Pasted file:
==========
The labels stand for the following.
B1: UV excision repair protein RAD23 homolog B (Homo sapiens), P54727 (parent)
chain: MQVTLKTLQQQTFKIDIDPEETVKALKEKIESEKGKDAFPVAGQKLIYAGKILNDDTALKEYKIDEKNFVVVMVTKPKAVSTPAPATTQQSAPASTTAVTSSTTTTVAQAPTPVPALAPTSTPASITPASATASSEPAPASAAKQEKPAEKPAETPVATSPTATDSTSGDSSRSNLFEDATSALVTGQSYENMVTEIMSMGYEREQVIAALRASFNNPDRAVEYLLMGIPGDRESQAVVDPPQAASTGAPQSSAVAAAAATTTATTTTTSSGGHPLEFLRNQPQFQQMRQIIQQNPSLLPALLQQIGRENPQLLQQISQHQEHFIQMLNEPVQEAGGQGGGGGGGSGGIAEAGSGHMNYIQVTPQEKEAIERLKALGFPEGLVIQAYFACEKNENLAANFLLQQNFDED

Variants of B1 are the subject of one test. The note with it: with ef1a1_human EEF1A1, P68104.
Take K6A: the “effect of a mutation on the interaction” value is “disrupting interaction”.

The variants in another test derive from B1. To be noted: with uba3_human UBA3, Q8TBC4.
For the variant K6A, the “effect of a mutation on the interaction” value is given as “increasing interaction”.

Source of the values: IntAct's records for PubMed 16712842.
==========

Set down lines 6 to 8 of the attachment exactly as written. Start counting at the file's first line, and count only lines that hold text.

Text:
The variants in another test derive from B1. To be noted: with uba3_human UBA3, Q8TBC4.
For the variant K6A, the “effect of a mutation on the interaction” value is given as “increasing interaction”.

Source of the values: IntAct's records for PubMed 16712842.